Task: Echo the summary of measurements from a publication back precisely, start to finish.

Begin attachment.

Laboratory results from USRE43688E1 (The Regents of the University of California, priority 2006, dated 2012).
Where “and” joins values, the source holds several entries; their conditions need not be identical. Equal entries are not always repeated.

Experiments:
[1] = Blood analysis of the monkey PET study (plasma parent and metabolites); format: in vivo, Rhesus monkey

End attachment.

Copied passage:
Laboratory results from USRE43688E1 (The Regents of the University of California, priority 2006, dated 2012).
Where “and” joins values, the source holds several entries; their conditions need not be identical. Equal entries are not always repeated.

Experiments:
[1] = Blood analysis of the monkey PET study (plasma parent and metabolites); format: in vivo, Rhesus monkey